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Flat Spots on Tires


I just went on a cross country road trip, about 10,000 miles, and now I have 3 very distinct flat spots on my rear driver side tire. They are on the inside tread and a scraped down to the threading in the tire. The car is AWD and the rest of the tires are getting close to being replaced but still have tread. I’m wondering what would cause this to happen. Any ideas? I checked the wheel well and there doesn’t seem to be any places where the tire would be rubbing.

What you describe is not, technically, flat spotting. Flat spotting happens the whole width of the tread, and is usually caused by prolonged parking. What you describe sounds more like wear due to improper wheel alignment or suspension damage.

I suggest you have someone check the wheel alignment on your A4 before you install new tires.

By the way, if you can see the tire cord it’s not safe to drive on the tire. Have this checked ASAP before the tire blows out.

The problem might be caused from a worn strut/shock at that corner. If the strut/shock has lost it’s dampening effect, the tire can start bouncing up and down as the vehicle is driven causing cupping or flat spots on the tire.

Take vehicle for a drive with someone following in another vehicle. And under various speeds have them observe that tire. If the tire starts bouncing up and down that strut/shock is worn and that’s what caused the flat spots.


Also, any tire that’s worn down to the cords (the ‘threading’) is unsafe. You need to replace and balance the 4 tires, get the suspension checked for worn components, and have a 4-wheel alignment, ASAP.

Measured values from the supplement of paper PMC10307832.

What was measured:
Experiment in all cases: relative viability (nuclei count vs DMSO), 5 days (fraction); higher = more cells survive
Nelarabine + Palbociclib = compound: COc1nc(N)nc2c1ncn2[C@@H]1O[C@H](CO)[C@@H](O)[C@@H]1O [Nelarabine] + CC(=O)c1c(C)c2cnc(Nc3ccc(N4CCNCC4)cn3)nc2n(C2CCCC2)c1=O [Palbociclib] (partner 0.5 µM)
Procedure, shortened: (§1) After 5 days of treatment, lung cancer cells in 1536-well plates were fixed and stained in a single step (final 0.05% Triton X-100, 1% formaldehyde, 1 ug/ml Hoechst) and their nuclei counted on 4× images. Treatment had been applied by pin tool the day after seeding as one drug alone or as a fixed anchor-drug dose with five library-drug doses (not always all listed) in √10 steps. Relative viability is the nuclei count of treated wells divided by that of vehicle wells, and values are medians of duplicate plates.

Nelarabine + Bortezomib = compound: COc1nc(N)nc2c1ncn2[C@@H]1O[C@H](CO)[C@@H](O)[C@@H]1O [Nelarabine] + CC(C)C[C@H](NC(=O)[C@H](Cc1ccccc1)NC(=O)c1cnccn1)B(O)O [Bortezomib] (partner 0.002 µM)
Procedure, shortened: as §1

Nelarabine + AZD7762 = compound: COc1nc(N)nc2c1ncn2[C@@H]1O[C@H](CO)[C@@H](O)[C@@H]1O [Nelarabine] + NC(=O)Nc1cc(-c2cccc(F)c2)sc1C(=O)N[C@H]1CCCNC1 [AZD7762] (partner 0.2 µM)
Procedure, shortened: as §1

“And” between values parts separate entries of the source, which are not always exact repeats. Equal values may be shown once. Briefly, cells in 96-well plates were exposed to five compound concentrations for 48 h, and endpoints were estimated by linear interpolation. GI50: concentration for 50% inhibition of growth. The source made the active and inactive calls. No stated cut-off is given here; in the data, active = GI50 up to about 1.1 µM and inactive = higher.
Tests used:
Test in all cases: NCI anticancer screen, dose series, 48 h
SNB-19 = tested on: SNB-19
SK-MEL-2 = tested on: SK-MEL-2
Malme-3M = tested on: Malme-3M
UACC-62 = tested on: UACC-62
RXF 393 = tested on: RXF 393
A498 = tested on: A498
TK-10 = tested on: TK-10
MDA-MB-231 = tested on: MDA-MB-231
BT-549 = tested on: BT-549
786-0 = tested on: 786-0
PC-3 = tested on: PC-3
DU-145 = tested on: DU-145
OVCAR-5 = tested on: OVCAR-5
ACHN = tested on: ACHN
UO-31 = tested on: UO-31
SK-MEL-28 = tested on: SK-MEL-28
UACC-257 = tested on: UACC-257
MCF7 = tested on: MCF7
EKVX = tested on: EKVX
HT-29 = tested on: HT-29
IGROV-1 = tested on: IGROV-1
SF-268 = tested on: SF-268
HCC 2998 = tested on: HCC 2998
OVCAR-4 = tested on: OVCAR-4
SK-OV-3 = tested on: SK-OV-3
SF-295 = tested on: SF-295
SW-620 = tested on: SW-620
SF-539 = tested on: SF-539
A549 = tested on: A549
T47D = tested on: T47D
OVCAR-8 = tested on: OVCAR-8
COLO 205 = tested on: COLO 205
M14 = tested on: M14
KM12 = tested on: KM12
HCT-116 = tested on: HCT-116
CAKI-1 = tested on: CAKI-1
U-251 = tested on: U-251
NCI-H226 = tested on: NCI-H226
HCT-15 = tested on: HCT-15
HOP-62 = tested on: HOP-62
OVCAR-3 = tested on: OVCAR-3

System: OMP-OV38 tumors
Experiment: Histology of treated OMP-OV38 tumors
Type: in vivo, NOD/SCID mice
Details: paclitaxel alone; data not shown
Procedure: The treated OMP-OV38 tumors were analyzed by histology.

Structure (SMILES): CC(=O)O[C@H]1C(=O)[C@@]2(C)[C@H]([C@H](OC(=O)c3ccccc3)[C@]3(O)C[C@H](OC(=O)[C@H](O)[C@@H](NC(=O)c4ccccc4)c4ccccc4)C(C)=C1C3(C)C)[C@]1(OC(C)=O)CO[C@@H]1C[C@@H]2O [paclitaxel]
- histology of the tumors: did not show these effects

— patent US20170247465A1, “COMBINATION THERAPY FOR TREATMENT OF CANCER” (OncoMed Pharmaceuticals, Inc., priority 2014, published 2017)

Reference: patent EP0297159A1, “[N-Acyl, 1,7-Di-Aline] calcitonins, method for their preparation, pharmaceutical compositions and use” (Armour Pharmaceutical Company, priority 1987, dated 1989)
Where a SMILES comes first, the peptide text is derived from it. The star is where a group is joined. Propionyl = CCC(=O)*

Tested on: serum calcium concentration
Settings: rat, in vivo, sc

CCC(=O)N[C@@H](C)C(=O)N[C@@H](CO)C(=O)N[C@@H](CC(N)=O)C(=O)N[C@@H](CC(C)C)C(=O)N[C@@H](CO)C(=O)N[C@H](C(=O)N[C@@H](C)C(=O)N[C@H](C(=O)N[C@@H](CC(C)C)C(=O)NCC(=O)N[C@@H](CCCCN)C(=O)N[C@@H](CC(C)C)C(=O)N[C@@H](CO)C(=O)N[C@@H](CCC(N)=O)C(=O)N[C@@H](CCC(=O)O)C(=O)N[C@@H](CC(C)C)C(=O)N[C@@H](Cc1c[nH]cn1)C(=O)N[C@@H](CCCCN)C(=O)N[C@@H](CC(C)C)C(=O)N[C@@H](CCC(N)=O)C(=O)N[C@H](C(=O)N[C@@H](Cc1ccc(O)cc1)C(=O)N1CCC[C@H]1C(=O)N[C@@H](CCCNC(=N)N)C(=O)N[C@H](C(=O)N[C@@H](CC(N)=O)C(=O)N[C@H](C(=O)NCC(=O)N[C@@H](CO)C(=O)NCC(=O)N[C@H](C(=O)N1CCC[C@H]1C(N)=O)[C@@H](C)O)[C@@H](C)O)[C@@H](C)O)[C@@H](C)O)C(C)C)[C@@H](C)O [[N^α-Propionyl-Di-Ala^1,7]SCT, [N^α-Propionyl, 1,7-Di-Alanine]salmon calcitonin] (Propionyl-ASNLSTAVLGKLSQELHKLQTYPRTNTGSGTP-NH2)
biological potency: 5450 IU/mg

The car is AWD

AWD cars generally (always?) allow only a very limited variation in tread depth from tyre to tyre.  Driving very far with one tyre with a much different tread wear or tyre size will damage some very expensive drive parts.

Thanks for the info everyone. I actually already took that tire off. I had a full size spare. I will be getting new tires next month and will make sure to check on the balancing and alignment. If anyone thinks of any other reasons there would be three very worn down spots that would be great.

Please read your owner’s manual: does it warn against using a new tire with 3 worn tires? It could cause problems with your awd system, as JEM says above.

Those 3 worn spots were caused by either a worn/damaged strut, a worn/damaged other suspension part, a severely out of balance tire, or (pretty unlikely) a bad alignment. Probably a combination of 2 or more of these problems. The sooner you get it checked and fixed, the better.

Is there an easy way to figure out what part is worn,damaged and is the strut or other suspension parts fixable at home. I don’t have a lot of mechanical experience but I had done some bigger jobs like change the timing belt. Any info would be greatly appreciated.

To check the strut, do a ‘bounce test’ at each corner of the car (push down hard at each corner, observe how the car bounces before it comes to rest). If one strut is bad, that corner may bounce longer than the others, but it’s not a fool-proof test. How old (years/miles) are the struts?

As for damage an alingment, you’re better off taking it to a shop for this. If you don’t have one you trust use the mechanic finder under ‘actual car info’ on this site.

Another vote for mis-alignment.

So I took my car in and got some new tires and the wheels balanced. Brought it to the Audi shop to check the alignment and suspension. They let me know the rear right tire camber and toe was off slightly. They put the alignment back to spec and said it was probably a mix of that being off and having the car weighted down with 4 people and tons of stuff for 10,000 miles straight but they couldn’t find anything else. If anyone can think of anything else I should check let me know. Thanks

It sounds like you did all the right steps. Sometimes one tire can look much more worn than the others through a combination of minor misalignment and having the other tires almost worn out. There’s not much difference between a little tread and no tread.

Keep an eye on them, and rotate them consistently.